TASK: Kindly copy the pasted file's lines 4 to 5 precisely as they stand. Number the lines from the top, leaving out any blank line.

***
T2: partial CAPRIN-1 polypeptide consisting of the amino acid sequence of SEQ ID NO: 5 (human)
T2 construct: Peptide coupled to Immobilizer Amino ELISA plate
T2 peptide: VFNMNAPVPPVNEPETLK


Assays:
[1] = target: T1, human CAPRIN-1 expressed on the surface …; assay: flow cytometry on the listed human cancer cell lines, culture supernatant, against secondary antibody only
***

Assays:
[1] = target: T1, human CAPRIN-1 expressed on the surface …; assay: flow cytometry on the listed human cancer cell lines, culture supernatant, against secondary antibody only